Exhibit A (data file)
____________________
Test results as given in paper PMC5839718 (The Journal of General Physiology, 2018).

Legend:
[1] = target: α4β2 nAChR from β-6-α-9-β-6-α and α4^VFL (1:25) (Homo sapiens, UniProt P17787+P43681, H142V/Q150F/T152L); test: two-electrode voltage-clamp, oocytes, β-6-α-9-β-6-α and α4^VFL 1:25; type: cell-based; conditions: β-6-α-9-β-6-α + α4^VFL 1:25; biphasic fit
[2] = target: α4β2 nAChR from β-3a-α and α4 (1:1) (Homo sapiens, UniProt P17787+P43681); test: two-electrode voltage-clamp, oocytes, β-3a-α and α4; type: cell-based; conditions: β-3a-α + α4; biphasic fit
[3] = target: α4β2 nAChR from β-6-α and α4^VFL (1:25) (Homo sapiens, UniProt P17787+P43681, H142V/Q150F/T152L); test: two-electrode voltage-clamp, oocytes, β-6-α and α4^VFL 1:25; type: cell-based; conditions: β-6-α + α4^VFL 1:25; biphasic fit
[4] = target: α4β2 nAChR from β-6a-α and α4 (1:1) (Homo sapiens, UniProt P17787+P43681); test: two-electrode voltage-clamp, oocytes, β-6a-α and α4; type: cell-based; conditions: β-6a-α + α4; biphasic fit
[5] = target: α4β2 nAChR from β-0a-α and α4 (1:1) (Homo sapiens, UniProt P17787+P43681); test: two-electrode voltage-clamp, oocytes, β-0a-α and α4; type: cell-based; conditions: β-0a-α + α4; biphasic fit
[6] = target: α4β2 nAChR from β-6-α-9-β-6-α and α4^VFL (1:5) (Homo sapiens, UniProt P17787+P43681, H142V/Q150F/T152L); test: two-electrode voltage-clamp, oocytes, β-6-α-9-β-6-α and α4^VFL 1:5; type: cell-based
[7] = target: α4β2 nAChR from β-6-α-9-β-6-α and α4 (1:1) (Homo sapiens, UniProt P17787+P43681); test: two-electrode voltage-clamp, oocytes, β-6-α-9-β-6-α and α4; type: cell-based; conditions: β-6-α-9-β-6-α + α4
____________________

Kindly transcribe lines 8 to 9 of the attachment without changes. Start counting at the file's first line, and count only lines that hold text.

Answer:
[6] = target: α4β2 nAChR from β-6-α-9-β-6-α and α4^VFL (1:5) (Homo sapiens, UniProt P17787+P43681, H142V/Q150F/T152L); test: two-electrode voltage-clamp, oocytes, β-6-α-9-β-6-α and α4^VFL 1:5; type: cell-based
[7] = target: α4β2 nAChR from β-6-α-9-β-6-α and α4 (1:1) (Homo sapiens, UniProt P17787+P43681); test: two-electrode voltage-clamp, oocytes, β-6-α-9-β-6-α and α4; type: cell-based; conditions: β-6-α-9-β-6-α + α4